United Nations Conference on Sustainable Development (Rio+20)
The United Nations Conference on Sustainable Development (Rio+20) took place in Rio de Janeiro, Brazil on June 20-22, 2012, attracting more than 45,000 participants, with Heads of States from more than one hundred nations and a sizeable contingent of civil society groups represented to mark the 20th anniversary of the landmark "Earth Summit."
The two main themes of the Conference were 'green economy in the context of sustainable development and poverty eradication' and 'the institutional framework for sustainable development.' A number of sectoral or thematic proposals have been advanced, including how to build on the UN's Sustainable Energy for All initiative, while the important role of the private sector to promote inclusive green growth and sustainable development is recognized and emphasized throughout.
The private sector's critical role is to innovate, to finance, and to do business in a sustainable way. Stronger support for green growth and sustainable development can be fostered through an enabling policy environment with smart incentives. In Rio, IFC strived to show how private investment and development is key to achieving meaningful progress in putting the global economy on a more sustainable growth path.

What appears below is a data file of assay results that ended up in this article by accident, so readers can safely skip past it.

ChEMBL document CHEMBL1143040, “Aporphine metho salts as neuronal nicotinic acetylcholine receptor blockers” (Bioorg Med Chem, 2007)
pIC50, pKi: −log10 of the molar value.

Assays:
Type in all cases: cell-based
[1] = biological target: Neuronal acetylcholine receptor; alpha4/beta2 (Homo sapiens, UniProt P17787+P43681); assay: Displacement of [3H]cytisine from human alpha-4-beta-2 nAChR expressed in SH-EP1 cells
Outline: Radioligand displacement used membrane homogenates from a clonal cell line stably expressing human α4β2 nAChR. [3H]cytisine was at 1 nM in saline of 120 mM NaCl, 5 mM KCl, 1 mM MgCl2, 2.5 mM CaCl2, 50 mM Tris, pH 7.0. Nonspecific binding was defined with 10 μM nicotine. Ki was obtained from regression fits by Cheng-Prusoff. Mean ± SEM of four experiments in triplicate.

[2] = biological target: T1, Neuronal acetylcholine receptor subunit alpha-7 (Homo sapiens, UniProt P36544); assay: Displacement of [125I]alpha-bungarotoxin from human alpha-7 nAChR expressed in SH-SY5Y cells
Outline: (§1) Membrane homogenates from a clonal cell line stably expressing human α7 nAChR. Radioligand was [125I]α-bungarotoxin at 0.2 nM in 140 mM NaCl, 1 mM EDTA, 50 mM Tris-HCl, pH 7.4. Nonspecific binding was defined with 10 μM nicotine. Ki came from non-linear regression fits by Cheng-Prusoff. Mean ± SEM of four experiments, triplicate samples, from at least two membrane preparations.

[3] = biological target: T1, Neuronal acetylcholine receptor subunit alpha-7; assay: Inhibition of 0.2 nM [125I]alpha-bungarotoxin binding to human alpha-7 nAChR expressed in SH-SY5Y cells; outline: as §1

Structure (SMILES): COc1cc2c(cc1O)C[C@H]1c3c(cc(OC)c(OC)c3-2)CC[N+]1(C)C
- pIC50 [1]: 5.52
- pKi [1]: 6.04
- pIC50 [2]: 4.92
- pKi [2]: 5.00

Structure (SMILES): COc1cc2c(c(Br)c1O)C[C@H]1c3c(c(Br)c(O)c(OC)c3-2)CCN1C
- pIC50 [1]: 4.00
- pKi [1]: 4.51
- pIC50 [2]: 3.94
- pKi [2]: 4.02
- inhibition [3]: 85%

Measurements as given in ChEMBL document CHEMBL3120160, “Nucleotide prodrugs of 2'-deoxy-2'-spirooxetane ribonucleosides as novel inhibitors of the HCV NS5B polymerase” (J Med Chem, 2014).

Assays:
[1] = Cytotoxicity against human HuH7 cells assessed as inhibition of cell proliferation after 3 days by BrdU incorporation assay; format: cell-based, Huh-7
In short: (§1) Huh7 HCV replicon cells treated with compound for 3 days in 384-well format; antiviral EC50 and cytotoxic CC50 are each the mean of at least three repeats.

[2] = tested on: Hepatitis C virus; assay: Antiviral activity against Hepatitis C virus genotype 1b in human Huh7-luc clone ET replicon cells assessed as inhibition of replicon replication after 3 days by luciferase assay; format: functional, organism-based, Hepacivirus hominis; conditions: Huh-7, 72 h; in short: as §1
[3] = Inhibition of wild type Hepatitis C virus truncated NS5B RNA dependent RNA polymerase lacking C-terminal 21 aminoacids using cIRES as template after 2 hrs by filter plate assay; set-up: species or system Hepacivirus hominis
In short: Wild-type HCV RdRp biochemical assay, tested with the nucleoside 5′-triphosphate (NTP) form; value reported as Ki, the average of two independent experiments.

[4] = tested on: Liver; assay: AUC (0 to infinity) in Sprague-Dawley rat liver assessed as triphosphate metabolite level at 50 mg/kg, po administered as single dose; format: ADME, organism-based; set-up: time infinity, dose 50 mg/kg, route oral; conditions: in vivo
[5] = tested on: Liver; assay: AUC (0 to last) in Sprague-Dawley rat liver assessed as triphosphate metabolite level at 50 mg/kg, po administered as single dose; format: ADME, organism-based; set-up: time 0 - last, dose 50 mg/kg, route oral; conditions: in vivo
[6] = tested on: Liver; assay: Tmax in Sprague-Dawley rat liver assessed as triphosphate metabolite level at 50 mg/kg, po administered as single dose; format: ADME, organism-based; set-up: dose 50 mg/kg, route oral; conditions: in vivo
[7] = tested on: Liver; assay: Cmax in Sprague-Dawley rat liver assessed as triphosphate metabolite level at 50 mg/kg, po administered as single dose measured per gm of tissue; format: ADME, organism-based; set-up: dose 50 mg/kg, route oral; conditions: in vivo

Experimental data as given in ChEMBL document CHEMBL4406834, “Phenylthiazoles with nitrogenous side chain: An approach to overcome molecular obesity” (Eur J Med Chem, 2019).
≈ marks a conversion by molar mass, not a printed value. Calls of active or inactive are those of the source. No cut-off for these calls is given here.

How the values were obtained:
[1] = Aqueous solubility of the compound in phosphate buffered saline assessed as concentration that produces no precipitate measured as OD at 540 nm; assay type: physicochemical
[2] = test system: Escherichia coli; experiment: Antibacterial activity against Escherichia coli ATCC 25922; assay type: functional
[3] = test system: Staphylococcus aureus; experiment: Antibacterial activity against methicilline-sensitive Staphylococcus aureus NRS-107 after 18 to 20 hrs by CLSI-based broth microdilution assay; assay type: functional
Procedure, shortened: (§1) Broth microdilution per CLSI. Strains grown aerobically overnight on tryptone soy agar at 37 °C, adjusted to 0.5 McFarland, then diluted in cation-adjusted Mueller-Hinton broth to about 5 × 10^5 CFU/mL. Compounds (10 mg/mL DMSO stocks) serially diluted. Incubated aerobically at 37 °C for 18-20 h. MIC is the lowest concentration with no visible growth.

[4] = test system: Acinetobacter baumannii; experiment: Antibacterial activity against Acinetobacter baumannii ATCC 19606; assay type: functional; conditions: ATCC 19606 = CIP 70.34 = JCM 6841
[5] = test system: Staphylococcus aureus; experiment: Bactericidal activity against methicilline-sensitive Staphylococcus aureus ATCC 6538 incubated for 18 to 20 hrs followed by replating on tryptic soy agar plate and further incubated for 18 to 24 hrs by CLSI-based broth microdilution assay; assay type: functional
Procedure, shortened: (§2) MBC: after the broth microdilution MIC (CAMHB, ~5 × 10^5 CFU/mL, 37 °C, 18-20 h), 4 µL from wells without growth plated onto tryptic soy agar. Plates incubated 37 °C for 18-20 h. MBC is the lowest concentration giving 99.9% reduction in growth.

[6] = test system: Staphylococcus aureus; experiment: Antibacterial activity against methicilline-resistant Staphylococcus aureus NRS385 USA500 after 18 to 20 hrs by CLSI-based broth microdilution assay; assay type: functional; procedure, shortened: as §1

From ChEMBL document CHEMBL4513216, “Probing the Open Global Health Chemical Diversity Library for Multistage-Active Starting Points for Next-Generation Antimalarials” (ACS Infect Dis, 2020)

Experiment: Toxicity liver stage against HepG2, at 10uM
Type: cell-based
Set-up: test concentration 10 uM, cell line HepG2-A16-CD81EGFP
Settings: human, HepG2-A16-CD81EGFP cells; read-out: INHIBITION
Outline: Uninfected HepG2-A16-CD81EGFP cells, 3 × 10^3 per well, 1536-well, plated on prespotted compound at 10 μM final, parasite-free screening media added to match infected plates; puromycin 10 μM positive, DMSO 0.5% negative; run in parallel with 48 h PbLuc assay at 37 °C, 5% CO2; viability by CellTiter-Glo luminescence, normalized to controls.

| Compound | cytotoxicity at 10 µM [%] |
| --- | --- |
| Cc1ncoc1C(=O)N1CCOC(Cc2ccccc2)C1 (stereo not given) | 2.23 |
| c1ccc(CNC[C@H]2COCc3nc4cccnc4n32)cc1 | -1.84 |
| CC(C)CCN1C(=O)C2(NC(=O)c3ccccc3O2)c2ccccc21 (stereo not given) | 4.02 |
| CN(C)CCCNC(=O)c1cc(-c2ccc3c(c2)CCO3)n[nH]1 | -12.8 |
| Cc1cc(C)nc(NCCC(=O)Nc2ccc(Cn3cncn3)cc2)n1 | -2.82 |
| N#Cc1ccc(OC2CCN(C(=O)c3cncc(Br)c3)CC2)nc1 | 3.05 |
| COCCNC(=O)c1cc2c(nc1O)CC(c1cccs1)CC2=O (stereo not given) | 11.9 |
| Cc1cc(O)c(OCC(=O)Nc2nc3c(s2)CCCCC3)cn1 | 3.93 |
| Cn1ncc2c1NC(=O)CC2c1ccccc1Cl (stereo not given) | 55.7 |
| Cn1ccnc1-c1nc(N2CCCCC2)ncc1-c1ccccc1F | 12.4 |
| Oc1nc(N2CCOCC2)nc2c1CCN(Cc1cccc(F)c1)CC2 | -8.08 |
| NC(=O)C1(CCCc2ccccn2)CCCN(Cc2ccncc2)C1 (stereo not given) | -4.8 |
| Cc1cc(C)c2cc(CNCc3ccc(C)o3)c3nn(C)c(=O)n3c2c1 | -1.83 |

As just one part of our outreach, IFC published two reports during the Rio conference:
IFC invited 15 extraordinary business leaders in environmental and social sustainability to identify challenges in the "green" growth path. They share what they do to address them as well as what they think governments and regulators should do. Their proposals are intriguing: realistic, tested, pragmatic and feasible. And they all lead to the same conclusion: the time for leadership is now.
This report breaks new ground by estimating that there is a $37 billion market opportunity for improved energy services at the base of the pyramid. It profiles companies with innovative business models and explores in detail what it takes for them to succeed.
More specifically, the report sizes the commercial opportunity for lighting, basic electricity and cooking services, and explores in depth how companies are capturing this potential around the world. With a view to scaling up market-based successes, it offers a series of recommendations for operating firms, social and commercial investors, as well as policy-makers and donors.